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Born Gordon William Lillie in Bloomington, Ill., on Valentine’s Day in 1860, Pawnee Bill was a rival of Buffalo Bill Cody before joining forces with the legend in the business of selling the Wild West.
Pawnee Bill was an Indian interpreter, trapper, cowboy, land boomer, and businessman, but was best known as proprietor of his Wild West show, “Pawnee Bill’s Historical Wild West, Indian Museum and Encampment.”
His family moved to Kansas when he was a boy. That is where he met the Pawnee people and became an interpreter to the U.S. Indian Agent who worked with the tribe, earning his nickname. In 1883, Buffalo Bill, already larger than life, was putting together his “Buffalo Bill’s Wild West," a circus-style extravaganza, and hired Pawnee Bill to translate and coordinate with the Pawnee troupe in the show. Within a few years, Pawnee Bill had a Wild West show to rival Buffalo Bill’s.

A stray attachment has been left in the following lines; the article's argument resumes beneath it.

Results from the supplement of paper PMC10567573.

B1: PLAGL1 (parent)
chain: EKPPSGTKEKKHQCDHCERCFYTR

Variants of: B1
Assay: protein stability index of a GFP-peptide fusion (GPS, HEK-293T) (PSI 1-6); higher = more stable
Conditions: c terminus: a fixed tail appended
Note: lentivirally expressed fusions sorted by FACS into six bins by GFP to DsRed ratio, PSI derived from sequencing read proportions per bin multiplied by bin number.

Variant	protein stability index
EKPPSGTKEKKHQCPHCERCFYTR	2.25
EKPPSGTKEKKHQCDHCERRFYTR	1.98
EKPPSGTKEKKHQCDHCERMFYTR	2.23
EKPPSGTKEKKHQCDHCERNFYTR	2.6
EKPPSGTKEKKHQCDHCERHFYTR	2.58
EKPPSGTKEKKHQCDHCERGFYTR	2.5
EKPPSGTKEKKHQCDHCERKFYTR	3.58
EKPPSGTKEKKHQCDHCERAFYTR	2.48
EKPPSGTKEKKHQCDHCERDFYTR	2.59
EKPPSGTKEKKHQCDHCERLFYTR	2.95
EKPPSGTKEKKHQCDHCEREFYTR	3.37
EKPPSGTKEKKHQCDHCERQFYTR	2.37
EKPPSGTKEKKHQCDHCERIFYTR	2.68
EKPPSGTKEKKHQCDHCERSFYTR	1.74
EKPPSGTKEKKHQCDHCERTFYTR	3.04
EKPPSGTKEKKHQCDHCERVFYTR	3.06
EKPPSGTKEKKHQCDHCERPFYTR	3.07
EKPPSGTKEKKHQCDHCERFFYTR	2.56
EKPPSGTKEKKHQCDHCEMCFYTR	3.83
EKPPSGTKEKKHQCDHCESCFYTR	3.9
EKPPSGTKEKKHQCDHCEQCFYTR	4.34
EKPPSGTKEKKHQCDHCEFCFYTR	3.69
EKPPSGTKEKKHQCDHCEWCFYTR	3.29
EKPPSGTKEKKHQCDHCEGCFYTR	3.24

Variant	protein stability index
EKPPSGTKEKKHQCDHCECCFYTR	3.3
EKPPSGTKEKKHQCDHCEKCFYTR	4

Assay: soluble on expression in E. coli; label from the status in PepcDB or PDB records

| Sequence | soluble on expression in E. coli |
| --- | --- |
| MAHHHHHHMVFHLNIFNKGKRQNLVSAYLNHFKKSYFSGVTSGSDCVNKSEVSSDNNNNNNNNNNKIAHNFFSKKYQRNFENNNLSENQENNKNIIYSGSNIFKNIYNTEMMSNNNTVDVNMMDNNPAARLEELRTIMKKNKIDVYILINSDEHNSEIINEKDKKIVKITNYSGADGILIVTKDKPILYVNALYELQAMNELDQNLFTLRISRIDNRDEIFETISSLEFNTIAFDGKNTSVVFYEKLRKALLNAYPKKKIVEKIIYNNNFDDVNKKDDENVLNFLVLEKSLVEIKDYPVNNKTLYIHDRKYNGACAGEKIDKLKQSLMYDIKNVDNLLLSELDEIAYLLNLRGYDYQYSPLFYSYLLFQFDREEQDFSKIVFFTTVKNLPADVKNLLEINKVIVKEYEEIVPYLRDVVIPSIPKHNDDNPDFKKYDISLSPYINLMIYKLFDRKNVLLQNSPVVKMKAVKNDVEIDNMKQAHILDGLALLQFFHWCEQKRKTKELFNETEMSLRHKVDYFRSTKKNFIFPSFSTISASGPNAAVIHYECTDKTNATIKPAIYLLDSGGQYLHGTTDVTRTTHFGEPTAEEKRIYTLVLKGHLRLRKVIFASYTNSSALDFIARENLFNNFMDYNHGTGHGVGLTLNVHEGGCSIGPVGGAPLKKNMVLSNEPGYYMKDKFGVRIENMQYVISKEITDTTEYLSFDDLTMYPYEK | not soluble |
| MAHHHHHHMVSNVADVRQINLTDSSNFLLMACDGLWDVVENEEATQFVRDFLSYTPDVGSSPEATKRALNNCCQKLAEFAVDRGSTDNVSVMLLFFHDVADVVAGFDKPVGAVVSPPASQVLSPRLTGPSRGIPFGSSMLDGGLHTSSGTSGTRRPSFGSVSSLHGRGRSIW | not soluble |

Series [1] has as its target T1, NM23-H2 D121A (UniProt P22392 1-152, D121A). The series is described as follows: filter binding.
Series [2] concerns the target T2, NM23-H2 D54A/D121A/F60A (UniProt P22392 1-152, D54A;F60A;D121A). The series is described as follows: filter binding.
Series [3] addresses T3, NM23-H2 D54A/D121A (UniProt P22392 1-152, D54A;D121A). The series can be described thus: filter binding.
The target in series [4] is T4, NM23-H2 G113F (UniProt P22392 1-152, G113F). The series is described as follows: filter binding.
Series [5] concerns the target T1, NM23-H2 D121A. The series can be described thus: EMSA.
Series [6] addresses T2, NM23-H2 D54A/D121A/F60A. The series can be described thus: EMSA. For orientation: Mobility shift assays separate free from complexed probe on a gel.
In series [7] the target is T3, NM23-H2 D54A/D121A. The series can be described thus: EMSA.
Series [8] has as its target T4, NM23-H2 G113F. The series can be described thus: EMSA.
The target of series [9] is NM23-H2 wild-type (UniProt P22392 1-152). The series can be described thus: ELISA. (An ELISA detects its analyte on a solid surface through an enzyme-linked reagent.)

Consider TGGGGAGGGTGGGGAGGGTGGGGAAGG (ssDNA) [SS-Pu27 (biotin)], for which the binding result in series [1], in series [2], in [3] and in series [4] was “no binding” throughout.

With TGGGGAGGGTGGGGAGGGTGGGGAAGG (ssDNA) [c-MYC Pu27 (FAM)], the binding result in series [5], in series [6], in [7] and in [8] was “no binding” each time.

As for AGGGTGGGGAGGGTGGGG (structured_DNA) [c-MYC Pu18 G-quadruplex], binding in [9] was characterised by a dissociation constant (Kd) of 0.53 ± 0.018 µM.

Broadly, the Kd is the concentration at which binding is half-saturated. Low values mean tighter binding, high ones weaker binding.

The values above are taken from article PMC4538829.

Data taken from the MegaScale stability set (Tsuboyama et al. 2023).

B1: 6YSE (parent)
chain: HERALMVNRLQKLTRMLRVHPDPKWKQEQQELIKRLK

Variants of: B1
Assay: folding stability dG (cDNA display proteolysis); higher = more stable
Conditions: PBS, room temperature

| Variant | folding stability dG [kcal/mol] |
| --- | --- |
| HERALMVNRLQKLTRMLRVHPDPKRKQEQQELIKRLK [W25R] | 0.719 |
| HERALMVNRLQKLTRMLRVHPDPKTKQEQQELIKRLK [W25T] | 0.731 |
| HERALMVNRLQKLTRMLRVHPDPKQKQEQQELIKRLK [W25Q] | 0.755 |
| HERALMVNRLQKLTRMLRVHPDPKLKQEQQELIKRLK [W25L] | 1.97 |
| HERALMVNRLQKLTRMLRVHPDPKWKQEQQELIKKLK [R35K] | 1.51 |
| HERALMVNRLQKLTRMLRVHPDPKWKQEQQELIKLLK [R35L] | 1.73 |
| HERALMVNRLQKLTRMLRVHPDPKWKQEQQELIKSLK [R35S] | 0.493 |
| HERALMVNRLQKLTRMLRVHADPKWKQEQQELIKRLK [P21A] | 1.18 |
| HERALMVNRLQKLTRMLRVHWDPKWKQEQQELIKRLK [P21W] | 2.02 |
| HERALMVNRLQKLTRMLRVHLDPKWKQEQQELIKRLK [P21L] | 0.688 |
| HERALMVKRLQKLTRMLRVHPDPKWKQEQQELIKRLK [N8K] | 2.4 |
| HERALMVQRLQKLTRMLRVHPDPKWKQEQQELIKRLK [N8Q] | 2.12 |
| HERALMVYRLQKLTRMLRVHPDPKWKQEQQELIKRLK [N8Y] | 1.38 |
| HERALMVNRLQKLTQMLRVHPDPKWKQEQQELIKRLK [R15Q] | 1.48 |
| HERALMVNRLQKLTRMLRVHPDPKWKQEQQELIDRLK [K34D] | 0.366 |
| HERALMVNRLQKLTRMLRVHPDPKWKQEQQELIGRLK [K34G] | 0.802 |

An incredibly rare, factory engraved Savage Model 1907 semi-automatic pistol inscribed to Pawnee Bill is available in Rock Island Auction Company’s May 19-21 Premier Auction. The Wild West artifact, similar to one owned by Buffalo Bill, is documented and includes a factory letter.
War and death often accompany stories about guns, but any talk of Pawnee Bill’s Wild West adventures should include his wife, May. They met in 1884 when Buffalo Bill’s Wild West Show encamped in Philadelphia. She was 15 and the daughter of a doctor.
She caught his eye as the Wild West troupe paraded. They courted long distance for two years before marrying in August, 1886. Pawnee Bill gave May a Marlin .22 rifle and a pony as wedding gifts.
She would go on to perform as the “Champion Horseback Shot of the West,” help run Pawnee Bill’s Wild West shows, and manage their Oklahoma ranch. Newspaper reviews of her performances called her the “Princess of the Prairie.”